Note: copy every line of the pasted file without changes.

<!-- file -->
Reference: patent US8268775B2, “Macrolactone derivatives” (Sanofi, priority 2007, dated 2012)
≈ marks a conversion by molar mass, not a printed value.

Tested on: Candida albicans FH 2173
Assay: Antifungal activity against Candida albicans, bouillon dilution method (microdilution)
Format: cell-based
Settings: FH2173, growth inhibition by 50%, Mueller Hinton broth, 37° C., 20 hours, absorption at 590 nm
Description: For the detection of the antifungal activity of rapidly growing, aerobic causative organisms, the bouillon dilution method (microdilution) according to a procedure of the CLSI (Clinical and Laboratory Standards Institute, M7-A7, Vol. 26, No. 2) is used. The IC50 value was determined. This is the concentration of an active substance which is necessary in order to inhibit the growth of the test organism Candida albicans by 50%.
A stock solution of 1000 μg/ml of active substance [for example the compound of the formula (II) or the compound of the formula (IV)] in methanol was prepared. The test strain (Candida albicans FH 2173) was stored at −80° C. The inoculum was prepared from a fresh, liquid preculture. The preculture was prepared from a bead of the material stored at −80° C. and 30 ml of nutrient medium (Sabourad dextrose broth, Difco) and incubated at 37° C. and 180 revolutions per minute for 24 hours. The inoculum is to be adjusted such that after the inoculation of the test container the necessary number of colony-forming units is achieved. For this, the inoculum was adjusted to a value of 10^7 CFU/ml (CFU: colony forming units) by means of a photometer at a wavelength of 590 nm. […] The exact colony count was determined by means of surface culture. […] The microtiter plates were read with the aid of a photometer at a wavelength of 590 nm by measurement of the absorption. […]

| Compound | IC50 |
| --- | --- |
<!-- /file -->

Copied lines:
Reference: patent US8268775B2, “Macrolactone derivatives” (Sanofi, priority 2007, dated 2012)
≈ marks a conversion by molar mass, not a printed value.

Tested on: Candida albicans FH 2173
Assay: Antifungal activity against Candida albicans, bouillon dilution method (microdilution)
Format: cell-based
Settings: FH2173, growth inhibition by 50%, Mueller Hinton broth, 37° C., 20 hours, absorption at 590 nm
Description: For the detection of the antifungal activity of rapidly growing, aerobic causative organisms, the bouillon dilution method (microdilution) according to a procedure of the CLSI (Clinical and Laboratory Standards Institute, M7-A7, Vol. 26, No. 2) is used. The IC50 value was determined. This is the concentration of an active substance which is necessary in order to inhibit the growth of the test organism Candida albicans by 50%.
A stock solution of 1000 μg/ml of active substance [for example the compound of the formula (II) or the compound of the formula (IV)] in methanol was prepared. The test strain (Candida albicans FH 2173) was stored at −80° C. The inoculum was prepared from a fresh, liquid preculture. The preculture was prepared from a bead of the material stored at −80° C. and 30 ml of nutrient medium (Sabourad dextrose broth, Difco) and incubated at 37° C. and 180 revolutions per minute for 24 hours. The inoculum is to be adjusted such that after the inoculation of the test container the necessary number of colony-forming units is achieved. For this, the inoculum was adjusted to a value of 10^7 CFU/ml (CFU: colony forming units) by means of a photometer at a wavelength of 590 nm. […] The exact colony count was determined by means of surface culture. […] The microtiter plates were read with the aid of a photometer at a wavelength of 590 nm by measurement of the absorption. […]

| Compound | IC50 |
| --- | --- |